Four Famous Gangsters
And how they influence Sweet Mercy
Instead of creating a better and safer America, Prohibition led to an explosion of organized crime. The once-legal business of producing, importing and distributing alcoholic beverages became the territory of criminal gangs. Four of these gangsters made their way into Sweet Mercy.
Al Capone – Undoubtedly, everyone has heard of Al Capone, otherwise known as “Scarface.” Head of what became known as the Chicago Outfit, he made his fortune in bootlegging, racketeering, prostitution and gambling. He had the dubious distinction of being named Public Enemy No. 1 by the Chicago Crime Commission in 1930. He was a ruthless murderer and is believed to be the mastermind behind the Valentine’s Day Massacre in 1929. When Capone was finally arrested and sentenced to Alcatraz, it was for the relatively benign crime of tax evasion. (Al Capone has a cameo appearance inSweet Mercy.)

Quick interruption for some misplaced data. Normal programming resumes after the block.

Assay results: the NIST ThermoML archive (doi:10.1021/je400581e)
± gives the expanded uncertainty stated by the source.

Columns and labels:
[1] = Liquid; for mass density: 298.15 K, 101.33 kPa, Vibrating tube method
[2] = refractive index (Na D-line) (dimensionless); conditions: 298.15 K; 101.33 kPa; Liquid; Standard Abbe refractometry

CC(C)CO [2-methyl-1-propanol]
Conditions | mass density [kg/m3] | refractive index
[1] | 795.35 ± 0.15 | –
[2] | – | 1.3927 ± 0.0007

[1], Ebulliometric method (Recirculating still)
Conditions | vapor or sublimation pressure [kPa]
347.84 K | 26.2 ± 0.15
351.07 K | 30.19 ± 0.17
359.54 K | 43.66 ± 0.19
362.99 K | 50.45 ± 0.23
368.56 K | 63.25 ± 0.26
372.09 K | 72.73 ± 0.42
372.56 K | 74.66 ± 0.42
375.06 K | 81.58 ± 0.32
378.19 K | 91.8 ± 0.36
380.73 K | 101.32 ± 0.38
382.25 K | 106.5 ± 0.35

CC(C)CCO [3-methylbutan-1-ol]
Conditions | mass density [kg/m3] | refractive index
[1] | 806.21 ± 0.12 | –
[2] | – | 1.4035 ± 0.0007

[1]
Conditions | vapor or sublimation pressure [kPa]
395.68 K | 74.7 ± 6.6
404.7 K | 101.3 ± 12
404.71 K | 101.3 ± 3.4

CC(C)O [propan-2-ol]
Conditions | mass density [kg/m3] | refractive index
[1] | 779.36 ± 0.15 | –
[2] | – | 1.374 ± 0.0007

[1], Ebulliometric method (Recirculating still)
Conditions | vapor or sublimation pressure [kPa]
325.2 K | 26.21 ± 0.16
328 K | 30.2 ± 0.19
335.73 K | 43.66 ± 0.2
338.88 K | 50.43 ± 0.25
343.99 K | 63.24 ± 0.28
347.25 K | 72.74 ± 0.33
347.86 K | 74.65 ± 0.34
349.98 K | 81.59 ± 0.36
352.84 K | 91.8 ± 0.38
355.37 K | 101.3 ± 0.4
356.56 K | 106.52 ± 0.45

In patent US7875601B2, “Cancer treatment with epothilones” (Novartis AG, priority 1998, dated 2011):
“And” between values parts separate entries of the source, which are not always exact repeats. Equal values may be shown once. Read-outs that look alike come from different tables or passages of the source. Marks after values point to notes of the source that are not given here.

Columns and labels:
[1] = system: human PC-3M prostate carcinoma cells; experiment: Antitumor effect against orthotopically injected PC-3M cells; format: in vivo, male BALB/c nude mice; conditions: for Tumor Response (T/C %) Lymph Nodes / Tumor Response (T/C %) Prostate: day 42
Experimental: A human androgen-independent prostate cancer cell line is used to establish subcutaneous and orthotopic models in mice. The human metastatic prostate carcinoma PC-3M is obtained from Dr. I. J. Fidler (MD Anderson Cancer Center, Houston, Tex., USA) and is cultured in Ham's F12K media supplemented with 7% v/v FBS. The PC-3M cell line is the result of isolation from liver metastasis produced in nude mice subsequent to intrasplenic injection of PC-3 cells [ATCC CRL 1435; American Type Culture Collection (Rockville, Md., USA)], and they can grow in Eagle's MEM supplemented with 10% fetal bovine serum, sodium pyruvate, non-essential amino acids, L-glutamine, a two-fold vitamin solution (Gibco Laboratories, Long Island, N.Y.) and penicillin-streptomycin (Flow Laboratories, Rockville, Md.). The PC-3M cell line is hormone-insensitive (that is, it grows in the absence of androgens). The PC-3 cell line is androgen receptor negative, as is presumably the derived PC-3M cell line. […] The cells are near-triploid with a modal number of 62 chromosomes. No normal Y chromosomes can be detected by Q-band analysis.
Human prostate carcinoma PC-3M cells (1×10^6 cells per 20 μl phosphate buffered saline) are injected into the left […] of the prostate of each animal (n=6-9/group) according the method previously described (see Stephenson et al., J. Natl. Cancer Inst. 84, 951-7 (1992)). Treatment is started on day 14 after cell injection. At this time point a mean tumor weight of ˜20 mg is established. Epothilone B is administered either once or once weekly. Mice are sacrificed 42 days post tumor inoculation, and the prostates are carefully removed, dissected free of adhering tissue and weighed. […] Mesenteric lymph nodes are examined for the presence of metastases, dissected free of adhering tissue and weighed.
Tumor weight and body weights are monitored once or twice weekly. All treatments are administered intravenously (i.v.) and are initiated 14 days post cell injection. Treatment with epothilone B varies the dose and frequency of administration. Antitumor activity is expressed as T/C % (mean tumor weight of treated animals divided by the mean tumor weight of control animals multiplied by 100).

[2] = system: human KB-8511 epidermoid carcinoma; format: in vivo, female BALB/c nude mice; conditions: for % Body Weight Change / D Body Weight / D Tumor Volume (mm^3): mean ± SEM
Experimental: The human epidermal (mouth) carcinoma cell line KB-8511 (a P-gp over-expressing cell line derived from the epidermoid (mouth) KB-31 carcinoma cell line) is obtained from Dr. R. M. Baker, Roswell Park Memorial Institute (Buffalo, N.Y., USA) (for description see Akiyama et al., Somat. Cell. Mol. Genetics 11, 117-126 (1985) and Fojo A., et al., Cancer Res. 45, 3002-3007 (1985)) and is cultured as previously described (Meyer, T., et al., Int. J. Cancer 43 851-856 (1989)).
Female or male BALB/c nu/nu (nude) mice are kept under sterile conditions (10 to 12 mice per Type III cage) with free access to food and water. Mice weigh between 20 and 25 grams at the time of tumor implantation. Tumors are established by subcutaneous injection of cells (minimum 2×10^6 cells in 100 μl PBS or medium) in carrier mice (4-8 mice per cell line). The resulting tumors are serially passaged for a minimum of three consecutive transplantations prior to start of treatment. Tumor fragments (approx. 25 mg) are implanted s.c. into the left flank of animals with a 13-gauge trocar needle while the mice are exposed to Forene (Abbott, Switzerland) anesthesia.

George “Bugs” Moran – Bugs Moran was Al Capone’s greatest rival in the bootlegging industry, never hesitating to hijack Capone’s booze whenever possible and sell it himself. Moran led the Northside Gang in Chicago, whose members often came to loggerheads with Capone’s men. For years the two gangs treated each other to shootouts, torture, kidnappings and murder. This culminated in the Valentine’s Day Massacre, in which seven of Moran’s men were gunned down in a warehouse in cold blood. Moran was supposed to have been there but he stopped for a haircut on the way. (In Sweet Mercy, young girls moon over the handsome Bugs Moran.)
Dean O’Banion – The owner of a flower shop in Chicago, his main business was bootlegging. He was aligned with Bugs Moran and was therefore a rival of Al Capone. A family man, teetotaler and former acolyte and choir boy for Holy Name Cathedral, a church he loved all his life, O’Banion was eventually murdered by Al Capone’s men. (One of the off-screen characters in Sweet Mercy is modeled after O’Banion.)
George Remus – A Cincinnati lawyer, George Remus specialized in and became rather famous for criminal defense, especially murder. But when Prohibition came around, he saw another way to add to his already considerable wealth. He became a bootlegger, and a very successful one. In 1925, Remus was arrested and indicted for thousands of violations of the Volstead Act, for which he served time in the Atlanta Federal Penitentiary. (The Cincinnati bootlegger in Sweet Mercy is based upon George Remus.)